A National Alliance for Youth Sports resource helping coaches, parents and administrators provide the best youth sports experiences for children.
Ask The Experts
Putting action into your youth soccer practices
Q: I’m coaching 10-and-under soccer for the first time this spring. I played every sport imaginable growing up – except soccer. So I’m concerned how to run an effective practice. Can you share some key points I should keep in mind while working with the kids?
A: Consider that having played the game does not necessarily make one a good youth coach. You are working with children and you have been given the title ‘soccer coach’ and your job is to teach the children how to play the game of soccer. Rather than looking for soccer related games to teach your players your duty is to learn and teach them our wonderful game.
Here is how you can put ACTION into your practice sessions:
A – Activity must be one of your main goals when dealing with young players. You must understand that players come to practice to play soccer. Therefore, any activity that does not involve a moving soccer ball and a goal to attack, plus a goal to defend, may become disruptive.
C – Clarify your practice session rules and expectations through individual and team discussions. That is, having the team decide what is appropriate and inappropriate behavior. It's actually fun to have them vote on their own practice session rules. Then you must act firmly, fairly, consistently and matter-of-factly when their actions go against their own established rules.
T – Teach less! When the players and the ball are moving either toward the opponent’s goal or away from one’s goal, soccer learning is taking place. However, when players and ball stop moving then soccer learning stops!
So ask yourself: Does it happen in the game? If the answer is yes then do it in practice. If the answer is no (standing in line, for example) then don't do it in practice.
Remember, they come to you to play soccer and the objective of the game is to defend one’s own goal while attacking the opponent’s goal.
I – Interest in playing soccer needs to be developed. You may be faced with players who are not interested in playing our wonderful game and you must adjust accordingly. Give appropriate attention to the disinterested players but not at the expense of the rest of the team. Then, make the practices so much fun that the disinterested player may want to join. Remember that when you are working with your players you must be as helpful, understanding and patient as you are with your own children when they are learning other skills in life.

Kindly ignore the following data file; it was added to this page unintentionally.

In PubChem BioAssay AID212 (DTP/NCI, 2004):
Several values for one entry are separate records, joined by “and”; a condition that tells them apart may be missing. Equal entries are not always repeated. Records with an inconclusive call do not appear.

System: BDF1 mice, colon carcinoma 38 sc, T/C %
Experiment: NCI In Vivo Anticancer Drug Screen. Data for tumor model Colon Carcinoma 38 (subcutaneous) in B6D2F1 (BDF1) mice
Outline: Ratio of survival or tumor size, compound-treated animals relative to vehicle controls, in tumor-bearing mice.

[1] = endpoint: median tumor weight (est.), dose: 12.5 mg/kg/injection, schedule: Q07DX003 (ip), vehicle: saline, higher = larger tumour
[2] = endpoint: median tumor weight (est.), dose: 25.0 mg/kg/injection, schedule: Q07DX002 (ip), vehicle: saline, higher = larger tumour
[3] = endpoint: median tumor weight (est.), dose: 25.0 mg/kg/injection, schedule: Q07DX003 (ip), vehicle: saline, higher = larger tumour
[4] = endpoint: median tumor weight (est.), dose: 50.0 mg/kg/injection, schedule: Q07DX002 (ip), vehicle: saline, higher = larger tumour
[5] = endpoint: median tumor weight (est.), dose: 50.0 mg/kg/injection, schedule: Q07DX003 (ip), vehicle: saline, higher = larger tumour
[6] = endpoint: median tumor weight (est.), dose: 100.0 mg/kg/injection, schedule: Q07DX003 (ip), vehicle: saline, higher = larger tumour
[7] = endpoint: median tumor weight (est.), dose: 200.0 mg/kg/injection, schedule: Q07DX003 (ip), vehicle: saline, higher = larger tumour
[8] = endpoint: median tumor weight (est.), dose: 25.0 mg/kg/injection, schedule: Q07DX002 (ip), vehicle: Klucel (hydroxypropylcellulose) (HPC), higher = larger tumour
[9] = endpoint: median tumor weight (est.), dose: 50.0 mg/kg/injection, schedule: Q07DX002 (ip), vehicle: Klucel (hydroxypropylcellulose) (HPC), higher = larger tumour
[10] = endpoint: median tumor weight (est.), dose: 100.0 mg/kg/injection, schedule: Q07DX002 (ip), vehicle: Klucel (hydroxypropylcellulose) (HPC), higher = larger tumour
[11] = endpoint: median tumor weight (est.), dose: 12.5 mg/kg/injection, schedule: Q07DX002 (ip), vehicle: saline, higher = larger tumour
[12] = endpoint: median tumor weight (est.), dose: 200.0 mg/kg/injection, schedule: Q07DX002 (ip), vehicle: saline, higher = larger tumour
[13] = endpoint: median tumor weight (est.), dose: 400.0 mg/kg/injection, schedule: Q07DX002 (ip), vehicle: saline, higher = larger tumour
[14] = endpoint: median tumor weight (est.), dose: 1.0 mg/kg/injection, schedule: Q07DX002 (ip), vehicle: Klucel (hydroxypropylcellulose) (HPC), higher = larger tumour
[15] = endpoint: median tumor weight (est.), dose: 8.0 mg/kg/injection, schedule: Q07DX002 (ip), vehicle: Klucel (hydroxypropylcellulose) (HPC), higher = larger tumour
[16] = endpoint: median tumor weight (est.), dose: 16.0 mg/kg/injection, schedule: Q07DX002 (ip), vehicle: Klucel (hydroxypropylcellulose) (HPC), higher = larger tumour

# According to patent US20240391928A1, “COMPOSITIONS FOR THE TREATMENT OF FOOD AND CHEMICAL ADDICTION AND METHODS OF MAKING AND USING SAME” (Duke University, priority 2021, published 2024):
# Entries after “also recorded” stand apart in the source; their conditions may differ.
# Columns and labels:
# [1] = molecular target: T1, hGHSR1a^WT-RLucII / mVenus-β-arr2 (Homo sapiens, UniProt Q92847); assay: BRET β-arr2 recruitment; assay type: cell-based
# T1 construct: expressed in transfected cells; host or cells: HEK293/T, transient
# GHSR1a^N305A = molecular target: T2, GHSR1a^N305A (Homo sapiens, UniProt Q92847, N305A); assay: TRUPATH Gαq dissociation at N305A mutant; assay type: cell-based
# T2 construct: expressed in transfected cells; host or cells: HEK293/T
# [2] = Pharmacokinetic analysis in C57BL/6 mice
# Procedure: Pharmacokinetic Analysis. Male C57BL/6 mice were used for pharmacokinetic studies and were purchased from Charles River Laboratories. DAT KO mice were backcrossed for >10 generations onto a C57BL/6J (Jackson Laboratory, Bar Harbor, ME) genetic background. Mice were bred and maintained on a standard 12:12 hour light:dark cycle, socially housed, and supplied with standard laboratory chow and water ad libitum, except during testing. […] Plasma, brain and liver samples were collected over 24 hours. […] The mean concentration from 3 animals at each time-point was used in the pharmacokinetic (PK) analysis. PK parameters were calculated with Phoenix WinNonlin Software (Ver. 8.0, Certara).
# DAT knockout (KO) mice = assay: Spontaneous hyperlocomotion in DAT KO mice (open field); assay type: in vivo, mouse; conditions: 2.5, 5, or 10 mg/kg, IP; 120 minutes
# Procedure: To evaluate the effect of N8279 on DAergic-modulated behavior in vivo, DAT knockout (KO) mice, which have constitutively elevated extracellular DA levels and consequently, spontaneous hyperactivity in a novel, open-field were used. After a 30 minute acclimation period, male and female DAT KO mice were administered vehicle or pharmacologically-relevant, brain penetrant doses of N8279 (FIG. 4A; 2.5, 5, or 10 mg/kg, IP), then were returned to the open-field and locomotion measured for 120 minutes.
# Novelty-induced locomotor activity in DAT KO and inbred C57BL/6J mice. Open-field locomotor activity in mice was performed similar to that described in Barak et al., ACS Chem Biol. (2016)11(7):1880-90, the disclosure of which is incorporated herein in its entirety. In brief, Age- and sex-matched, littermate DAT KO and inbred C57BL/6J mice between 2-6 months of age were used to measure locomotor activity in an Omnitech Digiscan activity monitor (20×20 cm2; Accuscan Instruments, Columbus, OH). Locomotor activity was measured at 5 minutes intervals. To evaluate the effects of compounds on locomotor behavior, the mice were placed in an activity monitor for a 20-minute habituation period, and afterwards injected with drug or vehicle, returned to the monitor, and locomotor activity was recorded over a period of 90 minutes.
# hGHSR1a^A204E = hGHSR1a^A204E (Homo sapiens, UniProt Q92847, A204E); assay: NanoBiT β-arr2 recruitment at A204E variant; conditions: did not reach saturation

O – Organize the practice session in such a manner that it becomes apparent it is a rehearsal for the game day routine. This can only be accomplished through a consistent, sequential routine that allows your players to learn what is expected. It is wise to avoid -- variety. If they are introduced to something different at each practice session this will lead to some confusion and confusion can lead to disinterest. It is, also, important to remember that all games must have a goal to attack and a goal to defend.
N – No Laps. No Lines. No Lectures! Running around the field may be considered punishment. They already know how to stand in a line. It is a fact that their attention span is less than 15 seconds. You must create a practice environment that minimizes listening and lecture time and maximizes touches with the ball and playing time. In other words, allow them to play the game of soccer, which forces them to make decisions and learn on their own. Allow them to experiment and fail their way to success as they attack the opponent’s goal while defending their own goal!
Koach Karl Dewazien is the retired State Director of Coaching for the California Youth Soccer Association. He is the author of the Internationally published “FUNdamental SOCCER Book Series” and co-producer of the highly acclaimed “9 Step Practice Routine DVD.” He is currently a renowned Internet educator of all things youth soccer. To learn more visit www.fundamentalsoccer.com.
Use these tips and insight from a long-time coach to help make your T-ball practices fun, productive and memorable for your players.
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